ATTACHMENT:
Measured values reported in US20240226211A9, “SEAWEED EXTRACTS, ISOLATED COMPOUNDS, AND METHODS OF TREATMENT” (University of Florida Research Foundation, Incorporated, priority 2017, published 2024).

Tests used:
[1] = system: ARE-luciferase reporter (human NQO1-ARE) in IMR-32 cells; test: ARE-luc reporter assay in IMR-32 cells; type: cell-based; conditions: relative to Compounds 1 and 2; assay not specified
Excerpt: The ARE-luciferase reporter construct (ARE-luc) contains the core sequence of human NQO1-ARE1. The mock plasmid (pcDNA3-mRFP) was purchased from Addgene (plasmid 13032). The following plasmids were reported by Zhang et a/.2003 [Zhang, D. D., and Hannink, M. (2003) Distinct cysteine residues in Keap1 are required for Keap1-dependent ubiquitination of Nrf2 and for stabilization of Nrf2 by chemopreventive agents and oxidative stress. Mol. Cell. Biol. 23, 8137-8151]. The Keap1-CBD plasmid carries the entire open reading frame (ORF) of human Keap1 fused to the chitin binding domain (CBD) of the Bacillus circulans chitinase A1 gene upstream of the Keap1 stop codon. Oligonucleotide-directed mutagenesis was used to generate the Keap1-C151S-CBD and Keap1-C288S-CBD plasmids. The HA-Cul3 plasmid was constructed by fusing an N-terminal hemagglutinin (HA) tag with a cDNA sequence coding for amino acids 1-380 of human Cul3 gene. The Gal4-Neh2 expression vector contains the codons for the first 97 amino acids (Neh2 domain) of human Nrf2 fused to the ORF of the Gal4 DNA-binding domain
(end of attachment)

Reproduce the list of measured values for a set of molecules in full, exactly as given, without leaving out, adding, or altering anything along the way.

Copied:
Measured values reported in US20240226211A9, “SEAWEED EXTRACTS, ISOLATED COMPOUNDS, AND METHODS OF TREATMENT” (University of Florida Research Foundation, Incorporated, priority 2017, published 2024).

Tests used:
[1] = system: ARE-luciferase reporter (human NQO1-ARE) in IMR-32 cells; test: ARE-luc reporter assay in IMR-32 cells; type: cell-based; conditions: relative to Compounds 1 and 2; assay not specified
Excerpt: The ARE-luciferase reporter construct (ARE-luc) contains the core sequence of human NQO1-ARE1. The mock plasmid (pcDNA3-mRFP) was purchased from Addgene (plasmid 13032). The following plasmids were reported by Zhang et a/.2003 [Zhang, D. D., and Hannink, M. (2003) Distinct cysteine residues in Keap1 are required for Keap1-dependent ubiquitination of Nrf2 and for stabilization of Nrf2 by chemopreventive agents and oxidative stress. Mol. Cell. Biol. 23, 8137-8151]. The Keap1-CBD plasmid carries the entire open reading frame (ORF) of human Keap1 fused to the chitin binding domain (CBD) of the Bacillus circulans chitinase A1 gene upstream of the Keap1 stop codon. Oligonucleotide-directed mutagenesis was used to generate the Keap1-C151S-CBD and Keap1-C288S-CBD plasmids. The HA-Cul3 plasmid was constructed by fusing an N-terminal hemagglutinin (HA) tag with a cDNA sequence coding for amino acids 1-380 of human Cul3 gene. The Gal4-Neh2 expression vector contains the codons for the first 97 amino acids (Neh2 domain) of human Nrf2 fused to the ORF of the Gal4 DNA-binding domain